Foraging is a risky business. Even with blackberry-picking you can be stung by nettles, festooned with spiders’ silk or stung by a feisty wasp who thinks blackberries are for him alone. But big blackberries, swollen with juice, leaning from the hedge, are just asking to be picked. So the other day I succumbed and, a couple of hours after picking, had made ice cream with blackberry juice rippled through it, a blackberry juice and windfall apple compote and a juice-soaked cake. And all without a pip in sight as I cooked, whizzed and sieved the blackberries to avoid pips getting stuck in teeth.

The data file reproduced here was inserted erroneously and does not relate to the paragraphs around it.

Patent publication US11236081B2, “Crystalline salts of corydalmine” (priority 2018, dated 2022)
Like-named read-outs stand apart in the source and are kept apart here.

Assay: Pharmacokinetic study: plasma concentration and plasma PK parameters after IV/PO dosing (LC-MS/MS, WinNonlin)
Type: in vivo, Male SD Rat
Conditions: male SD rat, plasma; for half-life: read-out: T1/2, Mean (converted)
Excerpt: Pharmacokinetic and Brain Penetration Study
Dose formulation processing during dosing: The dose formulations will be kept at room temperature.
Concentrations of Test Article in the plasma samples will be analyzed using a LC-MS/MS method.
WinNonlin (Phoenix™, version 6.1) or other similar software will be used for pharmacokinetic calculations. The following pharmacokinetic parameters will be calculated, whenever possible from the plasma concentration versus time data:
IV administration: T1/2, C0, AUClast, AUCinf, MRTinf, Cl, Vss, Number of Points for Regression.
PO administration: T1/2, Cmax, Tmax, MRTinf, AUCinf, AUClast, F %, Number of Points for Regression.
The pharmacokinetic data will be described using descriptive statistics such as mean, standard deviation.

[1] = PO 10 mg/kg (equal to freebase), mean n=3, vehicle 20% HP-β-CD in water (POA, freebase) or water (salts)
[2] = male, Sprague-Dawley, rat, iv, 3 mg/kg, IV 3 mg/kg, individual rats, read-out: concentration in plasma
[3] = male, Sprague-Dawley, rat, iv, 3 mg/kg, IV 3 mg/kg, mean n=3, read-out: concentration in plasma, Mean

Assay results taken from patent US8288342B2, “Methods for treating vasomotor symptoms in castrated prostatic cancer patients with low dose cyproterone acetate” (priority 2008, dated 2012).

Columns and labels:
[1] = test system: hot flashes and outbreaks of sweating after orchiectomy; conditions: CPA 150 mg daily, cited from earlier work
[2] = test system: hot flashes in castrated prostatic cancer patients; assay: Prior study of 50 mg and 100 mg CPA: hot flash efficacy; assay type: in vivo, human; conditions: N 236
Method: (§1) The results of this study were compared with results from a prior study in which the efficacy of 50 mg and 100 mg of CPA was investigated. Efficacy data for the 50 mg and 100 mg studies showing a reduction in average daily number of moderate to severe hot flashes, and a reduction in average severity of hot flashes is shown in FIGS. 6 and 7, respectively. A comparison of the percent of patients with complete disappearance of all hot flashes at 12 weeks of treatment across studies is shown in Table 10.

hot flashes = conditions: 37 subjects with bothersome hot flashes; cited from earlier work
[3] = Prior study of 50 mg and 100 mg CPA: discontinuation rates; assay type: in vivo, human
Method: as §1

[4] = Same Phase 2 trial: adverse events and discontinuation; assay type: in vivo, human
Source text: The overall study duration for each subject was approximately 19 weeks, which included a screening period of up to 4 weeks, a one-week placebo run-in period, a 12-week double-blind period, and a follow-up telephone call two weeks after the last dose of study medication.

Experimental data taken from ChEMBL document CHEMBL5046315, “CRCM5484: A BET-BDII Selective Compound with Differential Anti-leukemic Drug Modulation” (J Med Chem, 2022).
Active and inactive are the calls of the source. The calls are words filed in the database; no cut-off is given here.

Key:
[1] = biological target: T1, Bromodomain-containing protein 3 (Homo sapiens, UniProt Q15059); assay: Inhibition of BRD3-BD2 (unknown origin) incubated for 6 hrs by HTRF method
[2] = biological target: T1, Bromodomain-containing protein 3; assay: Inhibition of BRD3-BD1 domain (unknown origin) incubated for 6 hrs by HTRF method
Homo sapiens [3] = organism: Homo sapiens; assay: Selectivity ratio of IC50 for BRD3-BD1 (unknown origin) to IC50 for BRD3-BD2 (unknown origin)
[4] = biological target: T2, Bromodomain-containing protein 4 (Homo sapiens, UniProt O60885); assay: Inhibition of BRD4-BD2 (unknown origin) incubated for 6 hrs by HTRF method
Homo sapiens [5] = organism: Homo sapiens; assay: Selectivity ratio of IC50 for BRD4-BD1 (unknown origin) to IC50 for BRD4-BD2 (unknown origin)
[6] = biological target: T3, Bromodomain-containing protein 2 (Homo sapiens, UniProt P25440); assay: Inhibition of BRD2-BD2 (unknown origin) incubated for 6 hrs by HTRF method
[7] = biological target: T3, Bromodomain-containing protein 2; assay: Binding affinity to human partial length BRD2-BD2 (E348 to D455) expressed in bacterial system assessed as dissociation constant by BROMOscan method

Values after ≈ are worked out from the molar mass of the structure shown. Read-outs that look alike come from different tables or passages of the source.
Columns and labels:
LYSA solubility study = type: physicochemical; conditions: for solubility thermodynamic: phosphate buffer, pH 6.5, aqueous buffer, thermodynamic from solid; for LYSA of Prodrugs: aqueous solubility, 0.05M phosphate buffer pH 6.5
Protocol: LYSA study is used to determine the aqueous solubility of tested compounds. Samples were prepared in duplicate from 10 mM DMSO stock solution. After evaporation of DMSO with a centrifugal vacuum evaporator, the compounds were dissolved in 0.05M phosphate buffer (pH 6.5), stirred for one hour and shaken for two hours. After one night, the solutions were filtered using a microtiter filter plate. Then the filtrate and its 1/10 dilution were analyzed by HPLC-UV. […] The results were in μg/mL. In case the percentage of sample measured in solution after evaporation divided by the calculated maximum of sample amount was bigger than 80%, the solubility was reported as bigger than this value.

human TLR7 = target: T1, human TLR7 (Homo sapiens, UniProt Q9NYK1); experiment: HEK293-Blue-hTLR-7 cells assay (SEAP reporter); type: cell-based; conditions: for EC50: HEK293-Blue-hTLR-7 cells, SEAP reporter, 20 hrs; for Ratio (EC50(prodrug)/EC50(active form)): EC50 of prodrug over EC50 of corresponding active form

Much riskier – for the untrained eye, hand and mouth – is foraging for other food: fungi, leaves, other berries, flowers… Which are edible? Which are likely to give you tummy ache – or worse? How do I, as a non-expert, learn? I could ask someone who is knowledgeable, I could get a good book. Probably best of all, is to go with an expert on a joint adventure into the wilds.
Maybe this is true of any new thing. Companionship is of benefit to both parties – teacher and learner. There is pleasure in observation – pointing out interesting objects to each other; delight in conversation – asking and listening; walking and talking. And then, hopefully, at the end of the day, eating together. Without tummy ache.